This is the second time I’ve written a review of this 2016 Australian musical, the first being destroyed when coffee and my laptop turned out not to be the best of friends. Due to that accident a few partially written or yet to be posted reviews were lost and because my response to them was somewhat middling they’ll tragically be never seen again, but Emo The Musical, despite having one of the worst titles of any movie ever, is not one of them. Indeed it’s an absolute gem and so I’m writing out my thoughts about it once more, and even if I lost this version and the next ten I’d refuse to concede defeat as I’m so enamoured with it.
In some ways it’s a shame they chose that rather weak title, while it’s undoubtedly accurate it might be something which could put people off from watching the film, at least if they’re expecting a selection of songs that sound like they could have been written by Joy Division or Robert Smith. Because even though this is all about a young teenager who identifies as an emo the majority of the songs are a mixture of indie rock and musical theatre numbers, there are a couple of emo / goth type tracks when our hero’s band plays, and said songs are fun too, but they’re definitely the least interesting and thankfully only a minor aspect of the soundtrack.
The aforementioned emo is Ethan (Benson Jack Anthony), who was expelled from his last school for trying to kill himself, though said attempt wasn’t as serious as it sounds. Upon starting at his new school he’s desperate to join the school’s one emo band and take part in a big old fashioned Battle Of The Bands competition, but there’s a very charming, lovable twist as Trinity (Jordan Hare), one of the singers in a Christian rock band, fancies him, and though he tries to resist her charms he starts to fall for her. But will either of their band mates accept such a relationship? The answer probably won’t surprise you – but it’s “No, no of course they bloody won’t” just in cast you didn’t guess.
The script is beautifully self-aware and the film rarely takes itself that seriously, and even though it tackles a number of important themes it does so with a deft, light touch which will make you rather enamoured with it. So as well as touching upon religion it also casts it’s eye over sexuality and the nature of depression, with the way that the school is sponsored by a pharmaceutical company allowing for some very snarky commentary about the manner mental illness is often all too frustratingly dealt with in a thoughtless fashion, and the dialogue is filled with many an amusing attack on this.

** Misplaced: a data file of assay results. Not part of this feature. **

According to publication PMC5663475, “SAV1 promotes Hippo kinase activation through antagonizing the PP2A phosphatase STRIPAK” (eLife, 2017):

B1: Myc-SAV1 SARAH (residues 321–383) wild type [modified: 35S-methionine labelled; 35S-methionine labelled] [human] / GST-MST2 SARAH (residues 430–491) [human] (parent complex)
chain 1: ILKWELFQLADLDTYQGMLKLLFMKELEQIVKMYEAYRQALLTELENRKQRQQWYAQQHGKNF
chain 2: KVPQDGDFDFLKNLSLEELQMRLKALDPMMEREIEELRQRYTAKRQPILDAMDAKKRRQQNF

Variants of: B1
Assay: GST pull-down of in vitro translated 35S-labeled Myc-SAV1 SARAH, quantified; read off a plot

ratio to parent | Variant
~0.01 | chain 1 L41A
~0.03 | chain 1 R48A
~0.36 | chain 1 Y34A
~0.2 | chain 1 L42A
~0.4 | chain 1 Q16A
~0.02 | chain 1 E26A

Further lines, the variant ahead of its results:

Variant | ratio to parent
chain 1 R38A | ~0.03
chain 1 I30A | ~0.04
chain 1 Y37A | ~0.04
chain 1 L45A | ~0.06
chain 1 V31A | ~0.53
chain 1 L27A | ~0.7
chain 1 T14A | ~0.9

However even better than the script are the many songs which are packed with gloriously funny lyrics, the stand out being “Would Jesus” where Trinity wonders whether or not Jesus would have been an emo himself – and the answer’s clearly yes, as she believes “No girl would have dated him, cause who wants their boyfriend crucified at the formal?”. There’s a number of very sweet yet still amusing romantic tracks too as the duo try to come to terms with their unwanted feelings towards each other, with Ethan singing at one point “Sex sounds suspiciously like exercise, and you know I’m not into that” in the beautifully affecting “Safe With Me”, while the film also makes some great digs at the nature of organised religion in “Give Up” as in it the Christian band attempts to attract teenagers filled with self doubt. All are fantastic within the context of the film but also work just as effectively out of it too, and it’s a soundtrack I’ve found myself listening to a huge amount since falling for this incredibly charming film.
The young cast (which includes a young Geraldine Viswanathan, who did such sterling work in Miracle Workers earlier this year) pull off their roles with aplomb, their vocals are uniformly stunning, and the few adults present are on top form too. It’s a film which has instantly become a favourite of mine as it’s filled with an impressive selection of very funny moments and scenes but which also manages to be thoughtful and inspiring as well, while the ending is the best example of a “feel good finale” that I’ve seen in years, and will have you punching the air time so many times that by the end of the credits your arms will be exhausted.